Wool Felt Applique Project Tutorial - Spring Flower Door Pocket

Despite the fact that it snowed yesterday and the March wind is howling here in Maine, spring is coming! Cozy in my studio, I put together this DIY home dec project for you to make. It is suitable for all skill levels and perfect for the beginner just learning to work with wool felt appliqué.  Entirely hand-sewn and simply embroidered, we will use the blanket stitch, straight stitch, running stitch and French knots. No sewing machine required! Makes a lovely gift for Easter or Mother's Day.

Helpful Tutorials for this Project on my BLOG
How To Cut Perfect Shapes Out of Wool Felt
Wool Felt Lesson Series

Materials you will need:
• wool or wool blend felt 
     • front & back - 5.5" x 6.5"     
     • flower pot - 2.25" x 3"
     • flower petals - 1.5" x 4.5"
     • flower center - 1" scrap of contrasting color
     • stem & leaves - 3/16" x 3" strip & 2" x 1.5"
     • coordinating embroidery floss
     • two buttons
     • two 12" pieces of ribbon
     • freezer paper (for cutting your felt using this method)
     • dried flowers or fresh sprigs of baby's breath 
Tools you will need:
• embroidery needle, a few pins, sharp scissors, a pencil and scotch tape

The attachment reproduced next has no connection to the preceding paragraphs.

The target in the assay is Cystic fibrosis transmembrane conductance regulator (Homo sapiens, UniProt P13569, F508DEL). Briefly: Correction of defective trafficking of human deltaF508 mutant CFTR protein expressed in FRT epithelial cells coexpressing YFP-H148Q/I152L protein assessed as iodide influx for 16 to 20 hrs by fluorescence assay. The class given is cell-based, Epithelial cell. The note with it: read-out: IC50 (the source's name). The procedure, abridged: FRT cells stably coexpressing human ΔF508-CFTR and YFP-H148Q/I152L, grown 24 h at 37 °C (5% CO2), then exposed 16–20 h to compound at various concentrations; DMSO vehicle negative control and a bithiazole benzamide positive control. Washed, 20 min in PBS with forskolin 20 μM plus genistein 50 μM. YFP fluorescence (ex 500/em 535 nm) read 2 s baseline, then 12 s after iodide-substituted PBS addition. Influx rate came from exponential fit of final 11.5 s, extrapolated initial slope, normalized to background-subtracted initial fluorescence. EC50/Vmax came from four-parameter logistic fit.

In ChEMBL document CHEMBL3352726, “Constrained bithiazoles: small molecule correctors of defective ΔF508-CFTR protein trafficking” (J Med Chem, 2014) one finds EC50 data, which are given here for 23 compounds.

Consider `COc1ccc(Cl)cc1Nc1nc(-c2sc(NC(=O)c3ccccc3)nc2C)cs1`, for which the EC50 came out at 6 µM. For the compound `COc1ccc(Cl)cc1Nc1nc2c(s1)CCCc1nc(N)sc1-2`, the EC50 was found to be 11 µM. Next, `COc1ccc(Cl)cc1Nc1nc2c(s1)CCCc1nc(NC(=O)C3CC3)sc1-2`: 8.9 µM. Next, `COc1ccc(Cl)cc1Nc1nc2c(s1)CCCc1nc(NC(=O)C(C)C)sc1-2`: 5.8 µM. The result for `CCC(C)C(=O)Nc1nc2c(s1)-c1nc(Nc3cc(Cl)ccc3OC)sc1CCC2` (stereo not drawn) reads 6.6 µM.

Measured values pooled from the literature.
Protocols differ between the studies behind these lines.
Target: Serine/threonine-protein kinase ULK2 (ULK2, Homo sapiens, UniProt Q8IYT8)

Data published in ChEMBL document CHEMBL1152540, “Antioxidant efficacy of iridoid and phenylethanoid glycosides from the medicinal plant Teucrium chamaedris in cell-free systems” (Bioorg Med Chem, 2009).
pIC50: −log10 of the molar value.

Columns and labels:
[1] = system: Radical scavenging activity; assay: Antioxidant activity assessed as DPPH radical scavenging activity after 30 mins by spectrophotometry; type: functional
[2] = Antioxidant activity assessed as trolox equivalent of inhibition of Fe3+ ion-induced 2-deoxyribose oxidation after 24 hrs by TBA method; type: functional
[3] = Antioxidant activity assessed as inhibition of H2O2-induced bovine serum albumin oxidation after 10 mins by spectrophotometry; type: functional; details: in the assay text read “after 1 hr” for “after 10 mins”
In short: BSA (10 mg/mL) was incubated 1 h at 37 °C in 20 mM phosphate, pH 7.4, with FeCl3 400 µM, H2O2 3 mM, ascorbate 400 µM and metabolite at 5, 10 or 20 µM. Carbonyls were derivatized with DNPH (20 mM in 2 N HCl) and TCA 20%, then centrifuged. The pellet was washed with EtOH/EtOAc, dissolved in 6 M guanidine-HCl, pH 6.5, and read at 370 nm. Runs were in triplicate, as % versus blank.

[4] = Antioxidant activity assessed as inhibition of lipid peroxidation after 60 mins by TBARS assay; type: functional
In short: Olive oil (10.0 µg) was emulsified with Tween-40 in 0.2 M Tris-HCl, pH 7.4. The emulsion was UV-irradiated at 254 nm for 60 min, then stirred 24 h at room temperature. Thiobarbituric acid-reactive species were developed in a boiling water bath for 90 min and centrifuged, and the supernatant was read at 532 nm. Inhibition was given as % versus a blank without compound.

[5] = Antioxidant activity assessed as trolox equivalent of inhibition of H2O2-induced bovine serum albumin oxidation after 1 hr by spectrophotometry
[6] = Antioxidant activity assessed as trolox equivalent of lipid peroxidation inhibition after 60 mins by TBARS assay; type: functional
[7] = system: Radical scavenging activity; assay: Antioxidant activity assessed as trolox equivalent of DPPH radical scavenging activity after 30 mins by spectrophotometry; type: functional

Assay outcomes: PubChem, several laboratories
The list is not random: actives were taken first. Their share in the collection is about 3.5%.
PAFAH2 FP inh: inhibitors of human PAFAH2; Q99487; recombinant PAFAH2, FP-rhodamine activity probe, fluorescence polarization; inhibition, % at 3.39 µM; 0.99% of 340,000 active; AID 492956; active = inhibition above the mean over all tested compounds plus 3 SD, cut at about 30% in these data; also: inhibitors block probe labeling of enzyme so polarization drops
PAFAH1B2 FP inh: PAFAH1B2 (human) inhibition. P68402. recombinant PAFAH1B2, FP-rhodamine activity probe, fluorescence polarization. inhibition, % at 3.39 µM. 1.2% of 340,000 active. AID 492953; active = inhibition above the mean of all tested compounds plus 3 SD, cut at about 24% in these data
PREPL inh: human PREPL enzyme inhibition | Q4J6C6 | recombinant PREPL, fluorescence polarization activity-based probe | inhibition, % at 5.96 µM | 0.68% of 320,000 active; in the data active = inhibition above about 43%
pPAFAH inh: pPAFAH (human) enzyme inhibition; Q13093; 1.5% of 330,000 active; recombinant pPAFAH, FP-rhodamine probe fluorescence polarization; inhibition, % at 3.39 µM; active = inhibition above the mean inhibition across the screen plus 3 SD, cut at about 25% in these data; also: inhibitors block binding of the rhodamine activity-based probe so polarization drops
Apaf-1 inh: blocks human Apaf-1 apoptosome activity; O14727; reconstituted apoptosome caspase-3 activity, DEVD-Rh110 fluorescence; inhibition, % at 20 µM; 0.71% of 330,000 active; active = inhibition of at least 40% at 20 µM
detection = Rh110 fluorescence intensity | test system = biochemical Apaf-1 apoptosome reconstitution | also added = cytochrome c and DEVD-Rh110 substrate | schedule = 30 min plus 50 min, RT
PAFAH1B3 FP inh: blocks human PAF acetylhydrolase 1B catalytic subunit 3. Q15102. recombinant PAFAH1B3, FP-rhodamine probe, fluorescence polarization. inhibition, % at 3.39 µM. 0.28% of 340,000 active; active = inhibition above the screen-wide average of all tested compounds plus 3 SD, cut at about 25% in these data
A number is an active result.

• iron (used for the freezer paper method of cutting your felt pieces

Project Notes
• For my sample I used felted wool for my flower petals and the flower pot. "Felted wool" is different from "wool felt" and can fray slightly on the edges if it is not stitched. (You can see most clearly in the photo for STEP 5.) I'm in the process of writing a great post explaining the difference between these two textiles and happened to have some beautiful felted wool I wanted to use. All other pieces of my pocket are wool felt. Either works great for this project as it won't be played with!
• I used a size 7 embroidery needle and two strands of floss knotted at one end.
• I like to use scotch tape to hold my felt pieces to the background while I stitch. In many instances it works better than pins. It doesn't get in my way, won't affect the felt and is easy to move as you stitch.

Let's get started!

STEP 1 - Using the freezer paper method and pattern template here, trace, iron and cut everything out. 


STEP 2 - Center Mark, Stem & Flower Pot
• On the pocket front, mark a dot 2 1/8" from the top and 3 1/8" from the left side. This will be the flower center and will not be seen later.
• Position the flower pot 3/8" from the bottom of the front, centered left to right. Pin to hold in place.
• Place one end of the stem right at the dot, curve it slightly and tuck the other end underneath the pot. Depending on the degree of your curve, you may want to trim off the bottom end of the stem. You want about 1/4" tucked under the flower pot. Scotch tape the stem in place.
• Secure the stem to the front with the running stitch. Sew right up the middle of the stem, removing the tape as your stitches hold it in place. 
• Applique your flower pot to the front with the blanket stitch. Make sure at least one stitch grabs the stem.

STEP 3 - Position & Tape Flower Petals
• Lay four flower petals around the "dot" with the curve inward and the points facing out as shown. Tape the outside points to the pocket front to hold them in place.